Five Facts The Bipartisan Budget Deal

Five Facts The Bipartisan Budget Deal

The House of Representatives last week passed a two-year, $2.7 trillion budget deal. The Senate passed the deal on Thursday, and President Trump is expected to sign it into law. The Bipartisan Budget Act of 2019 passed the House with 284 votes including 219 Democrats and 65 Republicans. It passed the senate 67-28, drawing all of the Democrats and half of the Republicans. According to POLITICO, had the bill not passed, there would have been more than $120 billion in new sequestration cuts this coming January.

Here are five facts on the bill and its anticipated long-term impact:

According to The Washington Post, the spending bill will increase total discretionary spending, or money controlled by Congress, significantly in the coming fiscal years. The increase will go from $1.32 trillion this fiscal year to $1.37 trillion the following fiscal year and $1.375 trillion in fiscal year 2021. This amounts to over $320 billion, which will add hundreds of billions of dollars to the annual budget deficit.

The spending bill includes $1.48 trillion for the military over the next two years, which is more than the $1.3 trillion allocated for the rest of the government. The Military Times reports that the $738 billion in military funding allocated for fiscal year 2020 is a three percent increase from current spending levels. Since taking office, President Trump has consistently increased military spending; in fiscal year 2018, military funding was roughly $700 billion.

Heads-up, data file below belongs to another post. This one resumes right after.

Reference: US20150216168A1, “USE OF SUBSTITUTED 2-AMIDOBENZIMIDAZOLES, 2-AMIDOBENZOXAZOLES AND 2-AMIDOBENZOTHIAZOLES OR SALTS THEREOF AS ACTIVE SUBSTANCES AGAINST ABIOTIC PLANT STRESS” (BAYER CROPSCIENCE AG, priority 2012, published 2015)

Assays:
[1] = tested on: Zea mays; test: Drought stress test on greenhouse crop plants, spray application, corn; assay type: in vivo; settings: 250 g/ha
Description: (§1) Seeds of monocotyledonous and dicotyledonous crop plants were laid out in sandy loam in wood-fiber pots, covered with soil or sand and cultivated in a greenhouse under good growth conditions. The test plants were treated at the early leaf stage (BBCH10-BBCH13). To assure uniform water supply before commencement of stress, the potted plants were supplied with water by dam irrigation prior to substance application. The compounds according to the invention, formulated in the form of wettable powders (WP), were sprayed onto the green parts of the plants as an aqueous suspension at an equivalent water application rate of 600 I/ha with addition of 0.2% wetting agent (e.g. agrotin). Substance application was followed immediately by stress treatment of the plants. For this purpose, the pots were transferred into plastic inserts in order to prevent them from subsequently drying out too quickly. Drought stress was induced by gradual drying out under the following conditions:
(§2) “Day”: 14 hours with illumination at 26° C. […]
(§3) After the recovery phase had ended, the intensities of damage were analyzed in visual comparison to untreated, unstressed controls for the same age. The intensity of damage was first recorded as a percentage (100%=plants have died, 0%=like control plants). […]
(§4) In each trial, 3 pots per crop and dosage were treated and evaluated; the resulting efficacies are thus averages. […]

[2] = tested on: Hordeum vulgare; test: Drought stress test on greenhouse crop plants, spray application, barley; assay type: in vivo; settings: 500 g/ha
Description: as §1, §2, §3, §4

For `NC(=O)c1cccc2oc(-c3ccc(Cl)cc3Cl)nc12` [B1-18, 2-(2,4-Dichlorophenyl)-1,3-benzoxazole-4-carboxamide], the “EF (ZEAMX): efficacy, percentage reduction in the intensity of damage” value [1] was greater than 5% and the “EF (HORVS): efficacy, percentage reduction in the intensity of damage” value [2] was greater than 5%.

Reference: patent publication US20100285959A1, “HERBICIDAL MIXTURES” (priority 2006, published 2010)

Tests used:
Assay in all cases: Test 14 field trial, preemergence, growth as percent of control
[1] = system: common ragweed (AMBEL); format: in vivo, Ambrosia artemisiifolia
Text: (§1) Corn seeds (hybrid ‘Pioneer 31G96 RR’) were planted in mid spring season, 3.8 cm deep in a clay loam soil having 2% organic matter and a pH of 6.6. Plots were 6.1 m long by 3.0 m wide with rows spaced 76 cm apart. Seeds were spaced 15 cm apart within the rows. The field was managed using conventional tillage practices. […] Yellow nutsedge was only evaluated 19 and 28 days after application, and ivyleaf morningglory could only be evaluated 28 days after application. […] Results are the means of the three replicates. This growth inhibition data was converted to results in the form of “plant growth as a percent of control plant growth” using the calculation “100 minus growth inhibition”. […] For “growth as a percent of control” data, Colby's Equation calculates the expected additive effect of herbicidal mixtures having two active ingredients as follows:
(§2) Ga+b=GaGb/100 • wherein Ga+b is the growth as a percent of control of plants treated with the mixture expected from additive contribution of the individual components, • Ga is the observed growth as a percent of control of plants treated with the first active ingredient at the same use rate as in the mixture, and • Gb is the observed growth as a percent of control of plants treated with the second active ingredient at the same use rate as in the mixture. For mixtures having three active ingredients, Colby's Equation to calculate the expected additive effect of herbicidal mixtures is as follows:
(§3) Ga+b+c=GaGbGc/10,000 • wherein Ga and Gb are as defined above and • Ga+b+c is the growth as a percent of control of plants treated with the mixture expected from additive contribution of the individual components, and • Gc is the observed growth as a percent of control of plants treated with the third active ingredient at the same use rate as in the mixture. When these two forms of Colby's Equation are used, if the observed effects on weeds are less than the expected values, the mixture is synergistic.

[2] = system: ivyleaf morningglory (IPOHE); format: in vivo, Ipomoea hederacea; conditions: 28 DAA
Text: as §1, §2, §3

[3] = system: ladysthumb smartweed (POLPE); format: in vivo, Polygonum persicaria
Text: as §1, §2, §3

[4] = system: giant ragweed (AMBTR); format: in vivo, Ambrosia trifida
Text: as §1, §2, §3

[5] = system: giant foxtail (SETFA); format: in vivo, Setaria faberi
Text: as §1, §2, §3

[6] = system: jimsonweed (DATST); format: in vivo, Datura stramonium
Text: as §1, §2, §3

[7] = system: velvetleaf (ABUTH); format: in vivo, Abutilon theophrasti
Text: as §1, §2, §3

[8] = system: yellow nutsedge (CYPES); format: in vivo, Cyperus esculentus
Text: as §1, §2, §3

The spending bill also permanently ends “budget control caps,” which were put in place in 2011 by the Budget Control Act. This bill raised the debt limit by $2.4 trillion and capped discretionary spending; however, the new bill sets guidelines that supersede the Budget Control Act until it expires at the end of 2021.

Even though the Budget Control Act will expire there are no provisions in the spending bill to enforce fiscal responsibility. Many Republicans cited this reason for voting “no” on the spending bill. In the future, new strategies will be needed to close the budget gap.

While the bill had bipartisan support, it does not address the country’s long-term budget problems. The state of the country’s finances remains concerning to many. Today, the national debt is $22 trillion, and the deficit is close to $1 trillion annually. U.S. News and World Report notes that interest payments will increase by $7 trillion in the coming decade and the government will spend more on interest than national defense by 2025.

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